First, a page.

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Photoshop Styles: Inset

Creating an inlaid metallic effect in Photoshop 7 and CS By Dave Nagel
We've covered a number of graphic effects in Adobe Photoshop, but most of them are destructive to your original artwork. This week we go back to some Photoshop basics to explore Layer Styles for the creation of a metallic, molten inlaid effects. Why? Well, Layer Effects are non-destructive, so you can apply them to text, for example, without having to rasterize. And you can save your styles to create your own variations that you can easily recall later.

Everything we'll use in this tutorial is included with the basic Photoshop package an will work with version 7.0 or CS. No third-party tools are required, though I should note that there are commercial filters that will allow you to create this effect with more detail and variation, such as DreamSuite from Auto FX.


Creating the inner portion of the effect
To begin, launch Photoshop and create a layer with a transparent background. Apple text or paint to the layer just so that you have something to preview when you're creating your Layer Style. I'll use text for now. (A serif font will look good with this effect. In my case, I'm using Adobe's Warnock Pro.) I'll also add in a white layer in the background just so that it's easier for you to see what's going on, but you don't need to do this.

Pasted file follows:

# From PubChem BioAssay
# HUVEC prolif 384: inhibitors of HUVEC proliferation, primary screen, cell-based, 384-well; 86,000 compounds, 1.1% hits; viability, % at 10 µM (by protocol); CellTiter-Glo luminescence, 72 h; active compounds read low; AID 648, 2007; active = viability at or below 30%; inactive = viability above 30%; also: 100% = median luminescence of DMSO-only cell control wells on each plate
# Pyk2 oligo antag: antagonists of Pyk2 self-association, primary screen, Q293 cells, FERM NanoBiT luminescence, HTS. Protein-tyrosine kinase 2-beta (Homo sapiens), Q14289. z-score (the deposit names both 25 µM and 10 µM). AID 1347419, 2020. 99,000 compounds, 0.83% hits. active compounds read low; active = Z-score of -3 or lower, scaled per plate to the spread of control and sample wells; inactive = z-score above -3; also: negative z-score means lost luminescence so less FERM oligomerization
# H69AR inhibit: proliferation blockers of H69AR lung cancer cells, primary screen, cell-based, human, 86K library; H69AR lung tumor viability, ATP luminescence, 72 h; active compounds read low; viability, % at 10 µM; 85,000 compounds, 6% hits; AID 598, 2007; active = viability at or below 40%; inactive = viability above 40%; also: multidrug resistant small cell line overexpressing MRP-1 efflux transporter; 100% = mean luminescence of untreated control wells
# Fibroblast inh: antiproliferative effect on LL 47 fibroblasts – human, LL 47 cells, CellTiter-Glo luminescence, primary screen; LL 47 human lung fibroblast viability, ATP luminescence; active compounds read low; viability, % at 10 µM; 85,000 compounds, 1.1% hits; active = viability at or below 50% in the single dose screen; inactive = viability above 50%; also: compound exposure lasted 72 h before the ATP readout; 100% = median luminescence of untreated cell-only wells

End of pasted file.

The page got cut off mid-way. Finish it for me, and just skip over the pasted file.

Now, with your new text layer selected, choose Layer > Layer Style > Bevel and Emboss. This will call up the Layer Styles dialog. Set the Style to Inner Bevel, the Technique to Chisel Hard and the Depth to somewhere near maximum. For now you can leave the size at default because you'll need to adjust it to suit your specific object. Do, however, change the Gloss COntour to "Ring Double," as shown below. And make sure you turn on anti-aliasing.



Next we want to add some contour to the bevel, so choose the Contour option and adjust the Contour and/or Range options until you have a gloss you like. (Again, this will likely be something you'll adjust to suite your particular object.)



Now in the Bevel and Emboss area, we're going to add in a texture. Click the Texture option, and choose one of the preset textures that's sort of round and bubbly. There are many to choose from, or you could use your own. Whether you choose to invert it or not will, again, depend on your object.




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